Net Zero is NOT Zero
How climate targets are dangerously green-washing business-as-usual
You may have noticed that Net Zero climate targets are all the rage these days, with governments and corporations from the UK and Canada to Shell, Microsoft and many others all announcing targets to bring emissions to Net Zero by 2050.
It’s tempting to feel a sense of relief. The more Net Zero targets are announced, the closer we are to averting runaway climate catastrophe, right?
“Net zero emissions” sounds a lot like “zero emissions”, but can actually mean something very different.
The problem is not only that “Net Zero by 2050” is too little, too late, allowing continued pollution for another 30 years.
The biggest danger comes from the fact that the “net” in “net zero” is a fig leaf that can let governments and corporations carry on polluting as before, while hoping that at some point in the future technologies or tree plantations will “offset” these emissions by sucking the equivalent amount of carbon dioxide out of the atmosphere.
These oversized hopes for carbon-removing solutions are not just wildly unrealistic - they are extremely dangerous too.
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Given that Carbon Capture and Storage (CCS) technology may never be viable at scale, climate plans that rely on technologies that don’t exist yet are fantastical and irresponsible.
And when added together, the carbon offset components of the hundreds of Net Zero targets announced so far would require hundreds of millions of hectares of new tree plantations – spare land that the planet doesn’t have. These are likely to drive massive land grabs in the global South, displacing farmers, food systems, forests and indigenous peoples in the process, and causing a brutal wave of climate colonialism.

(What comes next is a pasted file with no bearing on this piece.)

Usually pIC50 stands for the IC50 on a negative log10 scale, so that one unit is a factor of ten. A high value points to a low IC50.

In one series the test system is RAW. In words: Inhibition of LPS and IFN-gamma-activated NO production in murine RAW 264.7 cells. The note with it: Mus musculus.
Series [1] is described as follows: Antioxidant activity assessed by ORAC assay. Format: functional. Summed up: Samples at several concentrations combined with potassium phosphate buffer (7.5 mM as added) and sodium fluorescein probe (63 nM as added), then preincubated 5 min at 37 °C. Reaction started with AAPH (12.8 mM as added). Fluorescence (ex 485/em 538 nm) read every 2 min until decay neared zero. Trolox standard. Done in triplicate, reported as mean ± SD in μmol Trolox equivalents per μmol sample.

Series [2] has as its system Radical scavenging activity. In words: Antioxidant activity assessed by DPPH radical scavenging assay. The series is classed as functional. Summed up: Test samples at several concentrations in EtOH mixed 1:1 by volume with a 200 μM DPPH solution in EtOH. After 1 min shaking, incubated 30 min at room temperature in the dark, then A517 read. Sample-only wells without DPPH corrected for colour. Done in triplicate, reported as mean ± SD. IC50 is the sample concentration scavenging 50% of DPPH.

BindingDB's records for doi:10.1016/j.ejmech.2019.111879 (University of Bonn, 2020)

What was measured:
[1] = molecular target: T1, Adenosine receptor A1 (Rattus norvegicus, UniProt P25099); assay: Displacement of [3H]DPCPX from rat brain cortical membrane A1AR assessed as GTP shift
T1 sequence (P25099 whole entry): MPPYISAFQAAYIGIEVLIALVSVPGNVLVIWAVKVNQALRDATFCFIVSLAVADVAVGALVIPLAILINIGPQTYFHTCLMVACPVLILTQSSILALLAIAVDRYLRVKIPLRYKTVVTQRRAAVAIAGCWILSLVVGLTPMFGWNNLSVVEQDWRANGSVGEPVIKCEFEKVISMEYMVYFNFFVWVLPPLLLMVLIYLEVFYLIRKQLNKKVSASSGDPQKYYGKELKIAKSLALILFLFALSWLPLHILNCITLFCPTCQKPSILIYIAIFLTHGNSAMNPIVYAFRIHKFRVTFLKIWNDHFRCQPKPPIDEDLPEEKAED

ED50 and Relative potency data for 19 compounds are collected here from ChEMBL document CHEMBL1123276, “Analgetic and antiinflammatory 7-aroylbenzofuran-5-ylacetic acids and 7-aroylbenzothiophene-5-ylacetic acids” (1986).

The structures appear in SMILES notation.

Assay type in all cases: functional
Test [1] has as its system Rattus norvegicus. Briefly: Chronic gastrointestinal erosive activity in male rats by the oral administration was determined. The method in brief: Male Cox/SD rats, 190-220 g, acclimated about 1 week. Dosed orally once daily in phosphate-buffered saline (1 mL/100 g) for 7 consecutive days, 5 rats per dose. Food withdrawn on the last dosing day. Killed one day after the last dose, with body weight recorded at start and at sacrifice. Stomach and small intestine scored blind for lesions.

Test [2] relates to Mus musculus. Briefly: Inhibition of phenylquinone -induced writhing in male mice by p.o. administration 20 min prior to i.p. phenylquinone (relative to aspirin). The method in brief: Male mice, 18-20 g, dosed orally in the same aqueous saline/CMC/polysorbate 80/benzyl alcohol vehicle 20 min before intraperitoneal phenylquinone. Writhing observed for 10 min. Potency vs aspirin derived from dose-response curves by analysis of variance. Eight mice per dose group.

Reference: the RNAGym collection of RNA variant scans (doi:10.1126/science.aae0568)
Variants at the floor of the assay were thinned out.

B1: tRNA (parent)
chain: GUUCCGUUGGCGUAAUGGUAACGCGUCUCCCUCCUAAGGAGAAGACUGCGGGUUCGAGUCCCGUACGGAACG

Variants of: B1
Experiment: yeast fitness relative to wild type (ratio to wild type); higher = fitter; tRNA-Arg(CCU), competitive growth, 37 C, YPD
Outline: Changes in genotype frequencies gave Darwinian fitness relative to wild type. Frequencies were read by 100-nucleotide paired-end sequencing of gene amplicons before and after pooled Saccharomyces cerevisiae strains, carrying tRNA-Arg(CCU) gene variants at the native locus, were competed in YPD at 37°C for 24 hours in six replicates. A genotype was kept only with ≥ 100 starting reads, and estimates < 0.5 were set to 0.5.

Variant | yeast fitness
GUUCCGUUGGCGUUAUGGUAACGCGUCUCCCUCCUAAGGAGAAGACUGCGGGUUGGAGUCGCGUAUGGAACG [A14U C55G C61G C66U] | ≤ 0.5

Given that we don’t have any extra empty continents to spare for tree plantations, offset-heavy net zero climate targets are also setting themselves up for failure – while hiding the fact that they put the planet on track for runaway climate breakdown.
Instead of accepting Net Zero at face value, we need to scrutinise these targets. Open up the attractive eco-packaging and take a look at what’s inside.
If we are to have a chance of avoiding runaway climate breakdown, climate targets have to lead to real and immediate action that actually stops pollution. This means deep systemic and structural changes, including in our energy, agricultural, industrial and economic systems.
Meaningful climate targets must bring emissions down to REAL zero. Climate action mustn’t get caught in the net.